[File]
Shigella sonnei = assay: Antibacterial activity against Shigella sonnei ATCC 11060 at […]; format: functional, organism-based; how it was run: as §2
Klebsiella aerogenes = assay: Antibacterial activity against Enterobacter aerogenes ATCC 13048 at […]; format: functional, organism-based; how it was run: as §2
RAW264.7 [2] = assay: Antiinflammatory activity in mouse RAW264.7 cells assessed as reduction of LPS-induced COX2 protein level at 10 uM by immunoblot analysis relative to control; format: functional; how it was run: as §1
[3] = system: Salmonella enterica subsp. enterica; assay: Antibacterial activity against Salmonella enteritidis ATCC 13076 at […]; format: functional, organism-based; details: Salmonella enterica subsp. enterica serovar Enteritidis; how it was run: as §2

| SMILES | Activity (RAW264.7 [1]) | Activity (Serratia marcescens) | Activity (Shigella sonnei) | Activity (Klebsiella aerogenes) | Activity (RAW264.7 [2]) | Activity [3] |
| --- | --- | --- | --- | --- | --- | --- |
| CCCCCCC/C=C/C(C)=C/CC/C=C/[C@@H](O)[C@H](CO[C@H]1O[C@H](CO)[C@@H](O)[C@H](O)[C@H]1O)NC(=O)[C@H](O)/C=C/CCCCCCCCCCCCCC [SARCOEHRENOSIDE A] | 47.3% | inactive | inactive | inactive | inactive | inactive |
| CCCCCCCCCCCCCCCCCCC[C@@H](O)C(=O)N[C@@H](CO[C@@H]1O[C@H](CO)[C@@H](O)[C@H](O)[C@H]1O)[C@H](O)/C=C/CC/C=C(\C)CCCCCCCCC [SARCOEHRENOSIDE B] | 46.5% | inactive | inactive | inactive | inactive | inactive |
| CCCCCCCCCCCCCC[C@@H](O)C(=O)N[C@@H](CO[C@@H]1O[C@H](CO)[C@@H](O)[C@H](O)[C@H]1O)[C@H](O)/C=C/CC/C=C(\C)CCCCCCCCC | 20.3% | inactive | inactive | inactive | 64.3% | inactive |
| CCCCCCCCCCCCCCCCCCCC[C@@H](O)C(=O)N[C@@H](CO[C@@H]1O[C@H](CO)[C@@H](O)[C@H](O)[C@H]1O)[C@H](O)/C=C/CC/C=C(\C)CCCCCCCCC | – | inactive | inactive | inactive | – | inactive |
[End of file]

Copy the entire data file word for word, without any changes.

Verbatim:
Shigella sonnei = assay: Antibacterial activity against Shigella sonnei ATCC 11060 at […]; format: functional, organism-based; how it was run: as §2
Klebsiella aerogenes = assay: Antibacterial activity against Enterobacter aerogenes ATCC 13048 at […]; format: functional, organism-based; how it was run: as §2
RAW264.7 [2] = assay: Antiinflammatory activity in mouse RAW264.7 cells assessed as reduction of LPS-induced COX2 protein level at 10 uM by immunoblot analysis relative to control; format: functional; how it was run: as §1
[3] = system: Salmonella enterica subsp. enterica; assay: Antibacterial activity against Salmonella enteritidis ATCC 13076 at […]; format: functional, organism-based; details: Salmonella enterica subsp. enterica serovar Enteritidis; how it was run: as §2

| SMILES | Activity (RAW264.7 [1]) | Activity (Serratia marcescens) | Activity (Shigella sonnei) | Activity (Klebsiella aerogenes) | Activity (RAW264.7 [2]) | Activity [3] |
| --- | --- | --- | --- | --- | --- | --- |
| CCCCCCC/C=C/C(C)=C/CC/C=C/[C@@H](O)[C@H](CO[C@H]1O[C@H](CO)[C@@H](O)[C@H](O)[C@H]1O)NC(=O)[C@H](O)/C=C/CCCCCCCCCCCCCC [SARCOEHRENOSIDE A] | 47.3% | inactive | inactive | inactive | inactive | inactive |
| CCCCCCCCCCCCCCCCCCC[C@@H](O)C(=O)N[C@@H](CO[C@@H]1O[C@H](CO)[C@@H](O)[C@H](O)[C@H]1O)[C@H](O)/C=C/CC/C=C(\C)CCCCCCCCC [SARCOEHRENOSIDE B] | 46.5% | inactive | inactive | inactive | inactive | inactive |
| CCCCCCCCCCCCCC[C@@H](O)C(=O)N[C@@H](CO[C@@H]1O[C@H](CO)[C@@H](O)[C@H](O)[C@H]1O)[C@H](O)/C=C/CC/C=C(\C)CCCCCCCCC | 20.3% | inactive | inactive | inactive | 64.3% | inactive |
| CCCCCCCCCCCCCCCCCCCC[C@@H](O)C(=O)N[C@@H](CO[C@@H]1O[C@H](CO)[C@@H](O)[C@H](O)[C@H]1O)[C@H](O)/C=C/CC/C=C(\C)CCCCCCCCC | – | inactive | inactive | inactive | – | inactive |